To investigate the longitudinal association between trajectories (incidence, remission) of generalized anxiety disorder (GAD), major depression (MD) and change in quality of life (QoL) in adults aged 50 + , and to assess the symmetry in these relationships using observational study data.
Data were derived from two waves of The Irish Longitudinal Study on Aging (2014–2015, wave 3: n = 6400; 2016, wave 4: n = 5715), a nationally representative cohort of community-dwelling adults aged 50 +. GAD and MD were assessed by means of the short form of the Composite International Diagnostic Interview. QoL outcomes were assessed using the Control, Autonomy, Self-realization, and Pleasure scale (CASP-12 with two domains control/autonomy and self-realization/pleasure). Covariate-adjusted, asymmetric fixed effects panel regressions and post-estimation Wald tests were used for statistical analysis.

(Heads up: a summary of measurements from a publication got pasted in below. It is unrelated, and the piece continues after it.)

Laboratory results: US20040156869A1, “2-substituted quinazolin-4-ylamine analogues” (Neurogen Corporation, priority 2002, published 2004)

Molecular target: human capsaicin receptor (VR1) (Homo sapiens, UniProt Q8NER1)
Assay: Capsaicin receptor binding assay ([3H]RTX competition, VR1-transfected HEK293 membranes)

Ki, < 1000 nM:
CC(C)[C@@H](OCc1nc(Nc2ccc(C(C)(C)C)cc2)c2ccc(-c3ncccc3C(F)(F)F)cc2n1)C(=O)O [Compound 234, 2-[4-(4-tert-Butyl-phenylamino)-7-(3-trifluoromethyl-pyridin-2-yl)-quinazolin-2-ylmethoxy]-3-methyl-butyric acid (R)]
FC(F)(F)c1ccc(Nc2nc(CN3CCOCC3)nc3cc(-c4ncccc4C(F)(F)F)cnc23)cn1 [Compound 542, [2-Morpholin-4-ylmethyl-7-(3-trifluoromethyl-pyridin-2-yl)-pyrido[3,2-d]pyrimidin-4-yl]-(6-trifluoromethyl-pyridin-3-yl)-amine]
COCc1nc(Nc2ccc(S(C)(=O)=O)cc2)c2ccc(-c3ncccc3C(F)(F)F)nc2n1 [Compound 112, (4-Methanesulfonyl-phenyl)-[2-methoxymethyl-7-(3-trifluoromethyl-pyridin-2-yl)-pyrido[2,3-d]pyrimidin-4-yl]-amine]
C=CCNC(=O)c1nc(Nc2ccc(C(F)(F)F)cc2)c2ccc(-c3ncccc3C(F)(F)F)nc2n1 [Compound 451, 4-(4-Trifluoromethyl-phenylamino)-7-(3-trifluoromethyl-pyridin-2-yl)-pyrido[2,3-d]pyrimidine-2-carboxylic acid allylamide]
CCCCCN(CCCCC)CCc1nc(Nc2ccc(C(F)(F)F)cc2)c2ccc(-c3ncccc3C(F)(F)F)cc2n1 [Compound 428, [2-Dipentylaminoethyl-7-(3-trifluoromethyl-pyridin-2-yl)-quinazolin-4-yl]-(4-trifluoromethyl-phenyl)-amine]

Regarding incident disorders, only incident MD was significantly associated with a reduction in QoL over time (control/autonomy domain: b = − 0.74, SE: 0.30). Regarding remission, both remission of MD (b = 0.61, SE: 0.20) and remission of GAD (b = 0.61, 0.26) were significantly associated with an increase in the self-realization/pleasure domain over time. Subsequent Wald tests of the estimates were not significant, indicating symmetric effects.
Particularly the remission of GAD and MD was associated with a significant improvement in one of the QoL domains, indicating domain- and trajectory-specific differences. However, symmetric effects observed in this study indicate that gains and losses in QoL associated with remission and incidence of GAD and MD are of similar magnitude in adults aged 50 +.